I lost my grandfather to the mines two years before I was born and I have always been against having a stone in my engagement ring. My fiancé, however, just got me a beautiful engagement ring with 35 lab-created sapphires in it and I've never seen such a beautiful ring. Everyone loves it and no one has guessed that it is lab-created! I don't consider the sapphires as being any different. They are sapphires, no matter where they came from. I couldn't be happier. Plus, it was very affordable for such a huge ring!

    • profile image

      Laura F 

      7 years ago

      I prefer lab-created sapphires for one reason alone: I can say with absolute certainty that a child was not forced through slave labor to mine the stone on my finger. As someone who was just recently engaged, I understand the comments above regarding wanting only authentic stones in an engagement ring. My fiancé felt the same way, feeling awkward about my insistence that he buy a lab-created sapphire. But for me, not knowing for sure whether or not some child had his or her hands cut off over my ring tends to take away from how special it is to me.

    • profile image


      7 years ago

      I own a few sapphire rings. One is natural and the other 2 are lab grown. I can't tell the difference, no one else can either and my jeweler had a heck of a time examining them under a microscope. I would buy a lab grown sapphire over a natural one any day. You get a clearer stone, the properties are the same and usually the color is excellent. Most natural sapphires (along with many other gemstones) have to be altered by heating them to improve their quality anyway. As for diamonds they're way too overpriced, and it's a shame that many have bought into the "hype" of a diamond being the only gemstone for an engagement ring. I sold some diamonds a few years back and I was shocked at what I got for them, about 1/2 of what I paid. I wear my pink sapphire pretty much every day or a morganite that my husband gave me a few years back. Although morganite is 7.5 8 on the mohs scale, it's held up fine. And I do wear my diamonds also but it's the sapphire or the morganite that gets the attention! No one ask me about my diamond but I always get compliments on my sapphire or morganite.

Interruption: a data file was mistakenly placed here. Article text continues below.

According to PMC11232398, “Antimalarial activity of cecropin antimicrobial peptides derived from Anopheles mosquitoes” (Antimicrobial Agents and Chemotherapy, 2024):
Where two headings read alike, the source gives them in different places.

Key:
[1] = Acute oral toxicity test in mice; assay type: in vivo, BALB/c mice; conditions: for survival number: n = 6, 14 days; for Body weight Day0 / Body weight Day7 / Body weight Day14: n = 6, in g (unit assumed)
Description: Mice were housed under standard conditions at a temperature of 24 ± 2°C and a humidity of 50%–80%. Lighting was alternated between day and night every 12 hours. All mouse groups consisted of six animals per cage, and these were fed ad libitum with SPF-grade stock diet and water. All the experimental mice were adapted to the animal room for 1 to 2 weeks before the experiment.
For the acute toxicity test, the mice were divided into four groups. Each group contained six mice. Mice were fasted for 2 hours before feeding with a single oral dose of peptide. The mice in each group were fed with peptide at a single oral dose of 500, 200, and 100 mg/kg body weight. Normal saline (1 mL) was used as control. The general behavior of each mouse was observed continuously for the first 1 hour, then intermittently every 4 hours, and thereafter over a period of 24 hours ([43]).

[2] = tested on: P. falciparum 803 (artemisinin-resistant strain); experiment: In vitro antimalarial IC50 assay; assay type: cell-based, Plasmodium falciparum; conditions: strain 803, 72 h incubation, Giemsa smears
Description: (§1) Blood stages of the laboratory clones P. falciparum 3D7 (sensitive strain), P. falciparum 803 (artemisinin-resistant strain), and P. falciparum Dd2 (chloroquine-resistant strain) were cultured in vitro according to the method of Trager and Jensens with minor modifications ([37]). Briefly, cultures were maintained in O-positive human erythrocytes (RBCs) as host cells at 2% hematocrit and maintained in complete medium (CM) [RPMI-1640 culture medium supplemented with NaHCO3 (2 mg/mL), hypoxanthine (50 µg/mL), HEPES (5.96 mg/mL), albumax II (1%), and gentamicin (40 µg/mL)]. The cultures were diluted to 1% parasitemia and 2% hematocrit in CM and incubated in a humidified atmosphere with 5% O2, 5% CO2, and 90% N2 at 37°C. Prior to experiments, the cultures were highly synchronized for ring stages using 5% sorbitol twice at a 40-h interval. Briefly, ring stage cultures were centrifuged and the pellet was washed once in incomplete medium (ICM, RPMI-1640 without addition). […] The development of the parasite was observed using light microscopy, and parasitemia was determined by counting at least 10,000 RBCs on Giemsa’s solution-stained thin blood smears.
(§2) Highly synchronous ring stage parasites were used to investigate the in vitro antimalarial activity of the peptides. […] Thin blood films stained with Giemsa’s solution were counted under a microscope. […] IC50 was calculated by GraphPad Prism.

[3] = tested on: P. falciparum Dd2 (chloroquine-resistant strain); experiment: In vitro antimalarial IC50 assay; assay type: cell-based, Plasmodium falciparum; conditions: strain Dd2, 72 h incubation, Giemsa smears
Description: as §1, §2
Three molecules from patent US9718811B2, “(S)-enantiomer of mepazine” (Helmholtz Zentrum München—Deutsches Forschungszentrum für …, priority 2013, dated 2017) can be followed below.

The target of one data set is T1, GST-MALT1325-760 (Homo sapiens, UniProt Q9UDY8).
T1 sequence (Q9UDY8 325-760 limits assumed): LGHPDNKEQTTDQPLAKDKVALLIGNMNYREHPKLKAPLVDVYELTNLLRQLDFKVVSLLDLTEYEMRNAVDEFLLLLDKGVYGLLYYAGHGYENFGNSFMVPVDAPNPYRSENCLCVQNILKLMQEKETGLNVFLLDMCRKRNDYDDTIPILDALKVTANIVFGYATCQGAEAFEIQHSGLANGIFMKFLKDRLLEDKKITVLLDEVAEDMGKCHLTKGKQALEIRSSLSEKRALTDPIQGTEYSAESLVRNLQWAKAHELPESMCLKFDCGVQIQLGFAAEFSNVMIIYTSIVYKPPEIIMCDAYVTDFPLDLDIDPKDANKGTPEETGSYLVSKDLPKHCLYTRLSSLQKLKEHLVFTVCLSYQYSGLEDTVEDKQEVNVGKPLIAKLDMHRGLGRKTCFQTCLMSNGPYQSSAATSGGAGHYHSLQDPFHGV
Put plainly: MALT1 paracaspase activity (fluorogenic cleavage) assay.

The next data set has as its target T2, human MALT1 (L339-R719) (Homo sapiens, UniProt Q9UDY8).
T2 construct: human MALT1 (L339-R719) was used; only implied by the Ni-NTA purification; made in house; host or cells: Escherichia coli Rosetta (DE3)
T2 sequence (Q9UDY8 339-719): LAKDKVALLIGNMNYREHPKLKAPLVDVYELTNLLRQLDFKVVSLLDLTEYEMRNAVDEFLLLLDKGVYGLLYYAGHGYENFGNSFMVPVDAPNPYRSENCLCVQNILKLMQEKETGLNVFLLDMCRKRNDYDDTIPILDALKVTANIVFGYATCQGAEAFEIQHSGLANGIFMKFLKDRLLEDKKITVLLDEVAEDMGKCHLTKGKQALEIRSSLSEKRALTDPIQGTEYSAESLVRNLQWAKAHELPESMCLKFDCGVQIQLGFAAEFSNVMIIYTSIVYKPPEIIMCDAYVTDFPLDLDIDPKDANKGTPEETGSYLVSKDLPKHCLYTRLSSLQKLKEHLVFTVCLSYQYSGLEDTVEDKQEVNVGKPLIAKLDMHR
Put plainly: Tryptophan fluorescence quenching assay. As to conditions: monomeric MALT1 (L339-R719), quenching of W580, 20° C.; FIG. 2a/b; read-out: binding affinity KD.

• profile image

      Personal taste 

      8 years ago